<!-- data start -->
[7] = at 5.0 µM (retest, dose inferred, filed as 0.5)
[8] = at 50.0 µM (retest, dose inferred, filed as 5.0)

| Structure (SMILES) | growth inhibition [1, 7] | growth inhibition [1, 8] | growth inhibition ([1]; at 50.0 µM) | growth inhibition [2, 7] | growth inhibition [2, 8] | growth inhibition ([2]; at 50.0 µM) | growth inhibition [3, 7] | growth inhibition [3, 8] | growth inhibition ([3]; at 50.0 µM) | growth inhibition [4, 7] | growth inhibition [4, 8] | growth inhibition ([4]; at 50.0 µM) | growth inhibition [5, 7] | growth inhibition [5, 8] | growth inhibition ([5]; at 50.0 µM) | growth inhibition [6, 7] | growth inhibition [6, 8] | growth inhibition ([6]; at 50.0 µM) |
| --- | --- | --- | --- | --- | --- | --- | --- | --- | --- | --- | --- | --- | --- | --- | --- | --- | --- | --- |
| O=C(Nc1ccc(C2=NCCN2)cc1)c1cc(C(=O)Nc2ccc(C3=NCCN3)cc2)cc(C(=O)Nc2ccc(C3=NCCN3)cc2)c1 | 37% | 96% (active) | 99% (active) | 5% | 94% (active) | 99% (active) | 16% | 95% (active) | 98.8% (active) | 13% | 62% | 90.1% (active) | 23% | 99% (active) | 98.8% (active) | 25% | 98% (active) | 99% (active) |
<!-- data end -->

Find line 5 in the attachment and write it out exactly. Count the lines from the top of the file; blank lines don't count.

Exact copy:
| O=C(Nc1ccc(C2=NCCN2)cc1)c1cc(C(=O)Nc2ccc(C3=NCCN3)cc2)cc(C(=O)Nc2ccc(C3=NCCN3)cc2)c1 | 37% | 96% (active) | 99% (active) | 5% | 94% (active) | 99% (active) | 16% | 95% (active) | 98.8% (active) | 13% | 62% | 90.1% (active) | 23% | 99% (active) | 98.8% (active) | 25% | 98% (active) | 99% (active) |